Group blames Rick Scott for Duke Energy advanced fees

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Duke Energy has attracted the ire of numerous groups. The Sierra Club. The Florida Consumer Action Network. Awake Pinellas. Conglomerations of all of the above under several names. And now there’s another, Floridians for Fair Rates.

The group is lashing out at the utility giant for collecting advanced nuclear recovery fees from customers for two plants, one in Levy County and one in Crystal River. The Crystal River plant broke and the plant in Levy County was cancelled.

But the group isn’t just attacking Duke. It’s turning the nuclear cost recovery issue an anti-Rick Scott smear campaign.

They’re not only blaming Rick Scott for inaction in returning the more than $3 billion that’s been collected from Duke’s rate payers for projects that never produced an iota of energy, they’re accusing him of doing favors for the energy giant.

“We’re calling on him to return the half million dollars in campaign contributions he received from Duke power,” said St. Pete City Councilman Karl Nurse. “We can’t trust Rick Scott to put our interests ahead of the special interests.

But allowing Duke Energy to collect fees before even starting projects wasn’t the governor’s decision. It was the 2006 class of the Florida legislature. That law was tightened up a bit in 2013 making it a little harder for utilities to collect advanced fees, but the Florida Public Service Commission can still approve it, and they have.

That’s another problem the group has with Governor Scott. He appointed the PSC.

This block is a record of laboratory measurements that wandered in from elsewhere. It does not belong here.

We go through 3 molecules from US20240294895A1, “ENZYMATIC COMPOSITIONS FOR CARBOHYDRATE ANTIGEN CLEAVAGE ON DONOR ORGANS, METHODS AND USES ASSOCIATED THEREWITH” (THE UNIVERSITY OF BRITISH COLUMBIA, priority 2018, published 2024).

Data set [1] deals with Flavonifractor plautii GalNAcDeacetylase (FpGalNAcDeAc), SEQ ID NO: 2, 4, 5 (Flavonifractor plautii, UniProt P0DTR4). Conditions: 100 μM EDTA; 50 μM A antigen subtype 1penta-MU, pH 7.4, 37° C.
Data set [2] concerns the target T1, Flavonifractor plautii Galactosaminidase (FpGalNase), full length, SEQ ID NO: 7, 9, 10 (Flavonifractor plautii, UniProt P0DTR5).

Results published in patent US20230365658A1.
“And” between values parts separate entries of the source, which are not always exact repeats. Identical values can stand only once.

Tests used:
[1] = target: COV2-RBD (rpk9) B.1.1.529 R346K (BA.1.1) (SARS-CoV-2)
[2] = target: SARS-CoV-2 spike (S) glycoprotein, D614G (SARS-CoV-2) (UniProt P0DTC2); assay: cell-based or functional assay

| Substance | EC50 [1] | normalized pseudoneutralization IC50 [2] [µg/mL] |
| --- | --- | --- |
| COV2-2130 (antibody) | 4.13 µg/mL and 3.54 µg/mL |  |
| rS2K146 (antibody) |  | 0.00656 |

“The PSC has rolled over on all of these matters and so the connection is very clear,” Nurse said.

So far Duke Energy has charged about 1.7 million rate-payers about $3.2 billion. That’s roughly $1900 per customer.

“That’s what they’ve ripped us off from and Rick Scott says that’s fine, steal the customers money,” said Frank Lupo, a retired teacher and 28-year Duke (and all of its previous names) customer.

Politifact reviewed similar claims against Governor Scott and ruled them half true. Sure, Scott could put a little more pressure on the legislature to do something, but ultimately it’s not his call. The power to approve nuclear cost recovery falls solely on the PSC and only the legislature has the power to change or repeal the law that gave them that power.

Advanced cost recovery isn’t the only way Floridians for Fair Rates is attacking the governor. Scott has skirted the issue of climate change throughout his administration, but has finally agreed to meet with scientists to talk about it.

Activists are skeptical.

“He’s looking out for his buddies,” said consumer lawyer Matt Weidner. “We need responsible energy policy.”

Winnie Foster, an activist and grassroots organizer in St. Pete for more than 40-years, wags her finger at the governor too.

“In the Governor’s mansion there is an occupant who likes to say over and over again, ‘let’s get to work.’ Well, let’s take that challenge,” Foster said. “We need you to sit down and listen to the scientists who are going to come and talk to you.”

Janelle Irwin has been a professional journalist covering local news and politics in the Tampa Bay area since 2003. She also hosts a weekly political talk show on WMNF Community radio. Janelle formerly served as the sole staff reporter for WMNF News and previously covered news for and various local neighborhood newsletters. Her work has been featured in the New York Daily News, Free Speech Radio News and Florida Public Radio and she's been interviewed by radio stations across the nation for her coverage of the 2012 Republican National Convention. Janelle is a diehard news junkie who isn't afraid to take on big names in local politics including Tampa Mayor Bob Buckhorn, the dirty business of trash and recycling in St. Pete and the ongoing Pier debacle. Her work as a reporter and radio host has earned her two WMNF awards including News Volunteer of the Year and Public Affairs Volunteer of the Year. Janelle is also the devoted mother to three brilliant and beautiful daughters who are a constant source of inspiration and occasional blogging fodder. To contact, email [email protected]